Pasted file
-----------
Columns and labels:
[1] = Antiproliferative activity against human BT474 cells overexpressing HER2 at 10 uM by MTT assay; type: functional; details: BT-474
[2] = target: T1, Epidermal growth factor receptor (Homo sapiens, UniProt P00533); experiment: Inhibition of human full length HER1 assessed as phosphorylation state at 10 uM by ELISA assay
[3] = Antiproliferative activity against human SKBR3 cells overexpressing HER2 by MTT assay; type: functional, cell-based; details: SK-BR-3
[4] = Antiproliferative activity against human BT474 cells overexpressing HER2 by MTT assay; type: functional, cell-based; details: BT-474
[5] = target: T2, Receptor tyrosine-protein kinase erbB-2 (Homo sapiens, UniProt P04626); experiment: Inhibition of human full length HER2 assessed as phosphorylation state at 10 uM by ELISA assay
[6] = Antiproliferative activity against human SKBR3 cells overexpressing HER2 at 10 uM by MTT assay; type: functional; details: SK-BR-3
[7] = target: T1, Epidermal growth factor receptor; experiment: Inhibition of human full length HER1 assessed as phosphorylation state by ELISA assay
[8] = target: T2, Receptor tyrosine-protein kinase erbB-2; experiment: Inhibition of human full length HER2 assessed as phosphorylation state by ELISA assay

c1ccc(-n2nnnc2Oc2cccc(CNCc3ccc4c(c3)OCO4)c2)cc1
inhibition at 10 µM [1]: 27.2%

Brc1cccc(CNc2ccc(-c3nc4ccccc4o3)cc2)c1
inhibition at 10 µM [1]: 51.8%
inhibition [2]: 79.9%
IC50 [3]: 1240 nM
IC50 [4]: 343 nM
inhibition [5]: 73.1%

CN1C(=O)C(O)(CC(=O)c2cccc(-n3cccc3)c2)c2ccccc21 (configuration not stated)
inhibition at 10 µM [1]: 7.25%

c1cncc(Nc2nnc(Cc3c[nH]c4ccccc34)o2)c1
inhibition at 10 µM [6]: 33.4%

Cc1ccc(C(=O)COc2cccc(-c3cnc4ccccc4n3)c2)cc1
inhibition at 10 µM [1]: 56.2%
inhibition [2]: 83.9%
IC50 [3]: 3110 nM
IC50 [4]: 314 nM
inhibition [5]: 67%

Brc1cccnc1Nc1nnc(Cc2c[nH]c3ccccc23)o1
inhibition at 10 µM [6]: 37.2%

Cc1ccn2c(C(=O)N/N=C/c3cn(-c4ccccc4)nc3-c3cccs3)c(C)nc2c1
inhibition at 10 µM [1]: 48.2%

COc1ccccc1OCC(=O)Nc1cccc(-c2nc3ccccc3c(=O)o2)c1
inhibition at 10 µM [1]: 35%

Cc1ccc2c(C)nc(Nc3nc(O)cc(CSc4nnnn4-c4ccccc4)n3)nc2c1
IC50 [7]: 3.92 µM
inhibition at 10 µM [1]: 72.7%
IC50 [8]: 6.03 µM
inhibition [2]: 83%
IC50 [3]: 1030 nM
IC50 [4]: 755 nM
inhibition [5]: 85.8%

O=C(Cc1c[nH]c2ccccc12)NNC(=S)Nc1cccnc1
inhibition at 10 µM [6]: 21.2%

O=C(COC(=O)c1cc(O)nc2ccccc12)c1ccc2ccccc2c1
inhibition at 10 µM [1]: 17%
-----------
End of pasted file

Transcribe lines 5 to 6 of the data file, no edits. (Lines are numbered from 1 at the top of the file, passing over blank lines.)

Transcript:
[4] = Antiproliferative activity against human BT474 cells overexpressing HER2 by MTT assay; type: functional, cell-based; details: BT-474
[5] = target: T2, Receptor tyrosine-protein kinase erbB-2 (Homo sapiens, UniProt P04626); experiment: Inhibition of human full length HER2 assessed as phosphorylation state at 10 uM by ELISA assay